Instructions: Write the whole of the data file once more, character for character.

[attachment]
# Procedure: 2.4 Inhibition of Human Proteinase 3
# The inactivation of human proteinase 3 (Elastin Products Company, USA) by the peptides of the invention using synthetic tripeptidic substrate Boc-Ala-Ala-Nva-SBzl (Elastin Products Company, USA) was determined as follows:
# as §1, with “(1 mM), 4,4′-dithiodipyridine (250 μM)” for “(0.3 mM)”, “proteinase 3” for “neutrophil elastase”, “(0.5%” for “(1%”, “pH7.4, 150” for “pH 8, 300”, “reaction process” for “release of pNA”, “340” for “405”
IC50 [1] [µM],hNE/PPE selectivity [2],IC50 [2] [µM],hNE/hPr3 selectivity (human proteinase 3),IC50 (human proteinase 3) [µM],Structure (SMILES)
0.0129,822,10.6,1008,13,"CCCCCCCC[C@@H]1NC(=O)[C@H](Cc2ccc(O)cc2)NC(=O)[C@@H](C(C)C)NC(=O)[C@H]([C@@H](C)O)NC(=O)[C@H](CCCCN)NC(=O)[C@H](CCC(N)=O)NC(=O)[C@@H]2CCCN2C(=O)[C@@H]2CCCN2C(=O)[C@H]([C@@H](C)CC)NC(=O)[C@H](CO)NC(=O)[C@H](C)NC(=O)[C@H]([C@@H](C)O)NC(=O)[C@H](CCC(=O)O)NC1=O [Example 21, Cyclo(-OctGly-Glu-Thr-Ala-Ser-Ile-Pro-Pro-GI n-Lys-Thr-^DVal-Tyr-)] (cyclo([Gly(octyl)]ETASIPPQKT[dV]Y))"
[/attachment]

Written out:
# Procedure: 2.4 Inhibition of Human Proteinase 3
# The inactivation of human proteinase 3 (Elastin Products Company, USA) by the peptides of the invention using synthetic tripeptidic substrate Boc-Ala-Ala-Nva-SBzl (Elastin Products Company, USA) was determined as follows:
# as §1, with “(1 mM), 4,4′-dithiodipyridine (250 μM)” for “(0.3 mM)”, “proteinase 3” for “neutrophil elastase”, “(0.5%” for “(1%”, “pH7.4, 150” for “pH 8, 300”, “reaction process” for “release of pNA”, “340” for “405”
IC50 [1] [µM],hNE/PPE selectivity [2],IC50 [2] [µM],hNE/hPr3 selectivity (human proteinase 3),IC50 (human proteinase 3) [µM],Structure (SMILES)
0.0129,822,10.6,1008,13,"CCCCCCCC[C@@H]1NC(=O)[C@H](Cc2ccc(O)cc2)NC(=O)[C@@H](C(C)C)NC(=O)[C@H]([C@@H](C)O)NC(=O)[C@H](CCCCN)NC(=O)[C@H](CCC(N)=O)NC(=O)[C@@H]2CCCN2C(=O)[C@@H]2CCCN2C(=O)[C@H]([C@@H](C)CC)NC(=O)[C@H](CO)NC(=O)[C@H](C)NC(=O)[C@H]([C@@H](C)O)NC(=O)[C@H](CCC(=O)O)NC1=O [Example 21, Cyclo(-OctGly-Glu-Thr-Ala-Ser-Ile-Pro-Pro-GI n-Lys-Thr-^DVal-Tyr-)] (cyclo([Gly(octyl)]ETASIPPQKT[dV]Y))"